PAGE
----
Kuno Takeshi (Ken Kuno) is the creator of this beautiful Japanese Buddha made in 1943 Height including platform 63 cm 17.1 kg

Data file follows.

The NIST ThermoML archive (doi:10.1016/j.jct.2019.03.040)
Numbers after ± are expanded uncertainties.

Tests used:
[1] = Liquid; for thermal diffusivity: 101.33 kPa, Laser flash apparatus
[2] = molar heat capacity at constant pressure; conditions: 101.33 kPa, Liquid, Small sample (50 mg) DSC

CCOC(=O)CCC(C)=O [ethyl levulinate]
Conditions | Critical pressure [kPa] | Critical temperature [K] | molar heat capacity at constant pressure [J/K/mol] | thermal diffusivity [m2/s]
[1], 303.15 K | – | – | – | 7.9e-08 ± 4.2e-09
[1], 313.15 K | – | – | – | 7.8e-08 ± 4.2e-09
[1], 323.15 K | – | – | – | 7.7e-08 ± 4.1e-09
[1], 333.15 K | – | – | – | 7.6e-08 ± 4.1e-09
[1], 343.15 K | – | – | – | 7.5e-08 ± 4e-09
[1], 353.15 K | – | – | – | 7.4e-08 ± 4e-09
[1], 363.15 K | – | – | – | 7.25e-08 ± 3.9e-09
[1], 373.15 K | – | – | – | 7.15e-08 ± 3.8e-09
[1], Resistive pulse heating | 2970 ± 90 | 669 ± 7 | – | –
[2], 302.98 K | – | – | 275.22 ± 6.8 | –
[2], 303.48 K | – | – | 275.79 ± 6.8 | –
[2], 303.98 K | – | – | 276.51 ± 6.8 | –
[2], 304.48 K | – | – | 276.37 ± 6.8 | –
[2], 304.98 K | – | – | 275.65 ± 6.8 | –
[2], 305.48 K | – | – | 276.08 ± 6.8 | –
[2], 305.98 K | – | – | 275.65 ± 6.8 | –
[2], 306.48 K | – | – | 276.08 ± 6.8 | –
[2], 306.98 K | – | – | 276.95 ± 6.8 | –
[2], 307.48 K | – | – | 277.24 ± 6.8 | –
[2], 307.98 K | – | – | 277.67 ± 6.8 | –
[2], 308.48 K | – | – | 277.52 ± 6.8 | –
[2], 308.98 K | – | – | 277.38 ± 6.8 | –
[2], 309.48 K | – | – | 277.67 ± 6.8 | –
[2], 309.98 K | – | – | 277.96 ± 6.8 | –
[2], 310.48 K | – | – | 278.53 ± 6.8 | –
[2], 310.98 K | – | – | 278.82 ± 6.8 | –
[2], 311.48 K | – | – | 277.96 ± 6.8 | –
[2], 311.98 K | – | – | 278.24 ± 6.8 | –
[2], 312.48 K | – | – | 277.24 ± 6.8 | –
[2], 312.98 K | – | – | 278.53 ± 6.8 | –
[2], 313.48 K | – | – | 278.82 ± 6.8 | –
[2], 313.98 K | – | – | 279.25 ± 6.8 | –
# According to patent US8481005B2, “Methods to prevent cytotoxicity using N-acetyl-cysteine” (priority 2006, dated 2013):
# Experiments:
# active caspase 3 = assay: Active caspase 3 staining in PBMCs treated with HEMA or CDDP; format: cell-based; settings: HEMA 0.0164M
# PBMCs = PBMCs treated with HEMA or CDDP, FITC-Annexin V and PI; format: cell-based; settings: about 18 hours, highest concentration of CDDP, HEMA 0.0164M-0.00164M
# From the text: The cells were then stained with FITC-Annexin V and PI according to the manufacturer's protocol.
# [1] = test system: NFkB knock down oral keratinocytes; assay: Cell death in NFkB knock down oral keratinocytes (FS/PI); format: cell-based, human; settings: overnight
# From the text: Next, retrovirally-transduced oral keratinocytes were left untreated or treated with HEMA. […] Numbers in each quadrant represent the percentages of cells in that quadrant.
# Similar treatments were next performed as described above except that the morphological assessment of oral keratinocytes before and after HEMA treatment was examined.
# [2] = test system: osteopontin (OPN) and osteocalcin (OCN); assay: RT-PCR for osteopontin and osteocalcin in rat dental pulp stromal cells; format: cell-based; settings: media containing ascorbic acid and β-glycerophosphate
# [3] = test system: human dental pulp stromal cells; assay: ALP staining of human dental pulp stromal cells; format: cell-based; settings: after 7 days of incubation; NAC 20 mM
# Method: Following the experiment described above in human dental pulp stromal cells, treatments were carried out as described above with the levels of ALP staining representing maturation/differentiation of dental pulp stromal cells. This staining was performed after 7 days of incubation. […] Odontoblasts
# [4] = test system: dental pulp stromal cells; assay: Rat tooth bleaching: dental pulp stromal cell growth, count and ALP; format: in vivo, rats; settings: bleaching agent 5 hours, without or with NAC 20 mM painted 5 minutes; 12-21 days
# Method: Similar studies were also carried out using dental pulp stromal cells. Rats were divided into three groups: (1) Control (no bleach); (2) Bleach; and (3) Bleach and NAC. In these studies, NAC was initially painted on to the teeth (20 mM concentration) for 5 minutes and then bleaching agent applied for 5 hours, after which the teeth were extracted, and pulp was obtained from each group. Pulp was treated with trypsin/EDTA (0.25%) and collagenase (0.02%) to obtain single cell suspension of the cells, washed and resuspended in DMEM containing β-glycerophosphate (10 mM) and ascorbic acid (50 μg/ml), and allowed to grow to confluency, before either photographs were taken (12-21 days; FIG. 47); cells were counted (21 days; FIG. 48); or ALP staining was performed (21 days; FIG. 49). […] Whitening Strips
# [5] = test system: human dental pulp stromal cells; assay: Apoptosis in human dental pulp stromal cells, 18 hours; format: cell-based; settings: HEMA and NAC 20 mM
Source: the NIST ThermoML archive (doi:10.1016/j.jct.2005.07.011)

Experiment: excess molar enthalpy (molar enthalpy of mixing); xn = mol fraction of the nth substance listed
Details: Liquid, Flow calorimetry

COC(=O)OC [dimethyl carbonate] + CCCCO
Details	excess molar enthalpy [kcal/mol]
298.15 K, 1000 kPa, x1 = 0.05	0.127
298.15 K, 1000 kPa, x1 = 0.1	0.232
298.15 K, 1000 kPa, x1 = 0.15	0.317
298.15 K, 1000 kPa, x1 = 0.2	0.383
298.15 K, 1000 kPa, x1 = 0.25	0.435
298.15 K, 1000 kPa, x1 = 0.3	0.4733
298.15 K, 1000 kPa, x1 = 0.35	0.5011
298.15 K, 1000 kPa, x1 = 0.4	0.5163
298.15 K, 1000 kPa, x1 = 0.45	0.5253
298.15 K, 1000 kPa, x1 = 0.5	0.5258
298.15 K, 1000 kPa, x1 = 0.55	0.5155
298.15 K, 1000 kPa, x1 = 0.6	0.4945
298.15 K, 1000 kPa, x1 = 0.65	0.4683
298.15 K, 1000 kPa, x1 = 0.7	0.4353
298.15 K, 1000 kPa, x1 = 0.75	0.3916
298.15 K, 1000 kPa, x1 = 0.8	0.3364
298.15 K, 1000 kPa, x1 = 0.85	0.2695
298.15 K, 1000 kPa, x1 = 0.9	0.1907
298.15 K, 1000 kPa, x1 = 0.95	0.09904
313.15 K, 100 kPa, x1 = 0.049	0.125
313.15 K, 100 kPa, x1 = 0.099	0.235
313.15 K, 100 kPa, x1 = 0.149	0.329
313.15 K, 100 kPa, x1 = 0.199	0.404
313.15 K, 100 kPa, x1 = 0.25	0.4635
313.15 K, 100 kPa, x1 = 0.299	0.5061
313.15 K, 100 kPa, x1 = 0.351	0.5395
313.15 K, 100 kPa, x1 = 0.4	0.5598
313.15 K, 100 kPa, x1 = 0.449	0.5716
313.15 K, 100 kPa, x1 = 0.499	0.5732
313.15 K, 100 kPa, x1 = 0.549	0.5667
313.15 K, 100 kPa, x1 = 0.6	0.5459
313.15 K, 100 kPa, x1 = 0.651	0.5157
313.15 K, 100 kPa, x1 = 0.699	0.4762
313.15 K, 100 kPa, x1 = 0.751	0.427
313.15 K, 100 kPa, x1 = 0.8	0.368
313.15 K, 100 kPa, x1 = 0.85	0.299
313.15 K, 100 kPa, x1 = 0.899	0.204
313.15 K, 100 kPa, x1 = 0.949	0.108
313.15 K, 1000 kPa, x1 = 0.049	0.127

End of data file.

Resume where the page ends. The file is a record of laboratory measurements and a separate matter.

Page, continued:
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Kuno Takeshi (Ken Kuno) is the creator of this beautiful Japanese Buddha. Width 17.5 cm Depth 16 cm Height 60 cm Height including platform 63 cm With marble base Total weight 17.1 kg Certificate attached Statue of Buddhist Art. Yakushi Temple Collection Mock Buddha Ken Kuno, a scholar of the history of Buddhist sculpture, died on July 27 at a hospital in Shinjuku, Tokyo. He was 87 years old. Kuno was born on April 19, 1920 (Taisho 9) in Tabata, Shimotakinogawa, Tokyo Prefecture as the third son of Kuno Kamenosuke. After graduating from Mito High School in March 1942, he entered the Department of Aesthetics and Art History of the Faculty of Arts of the Imperial University of Tokyo in April of the same year. In September 1944 he entered the same graduate school, but dropped out on May 31 of the following year and was hired as an assistant at the Institute of Art of the Ministry of Education on the same day. In April 1952, he became an engineer in the art department of the Tokyo National Research Institute for Cultural Properties in accordance with the institute’s organizational regulations. In February ’67 he became a senior researcher at the Department of Fine Arts, National Research Institute for Cultural Properties, Tokyo, and in April ’69 he was promoted to head the First Laboratory of the Department of Fine Arts of the same institute. In April 1978, he became the first director of the Institute’s Information and Materials Department. He retired in March ’82. After his retirement, he founded and chaired the Institute of Buddhist Art next to his home, which was open to young researchers who wanted to join the institute and trained young researchers. It is widely accepted that Kuno’s research guided the history of Buddhist sculpture in post-war Japan. During his research at the National Research Institute for Cultural Properties in Tokyo, where he worked for a long time, he promoted the X-ray photography of Buddhist statues and presented an excellent view of the history of sculpture based on the results of his research. In other words, in light of the description in the “Japan Reiki”, he proposed that the occurrence of wooden statues in the early Heian period and the promotion of their support were made by private monks, and this theory is considered the day is still supported, although some changes have been made.

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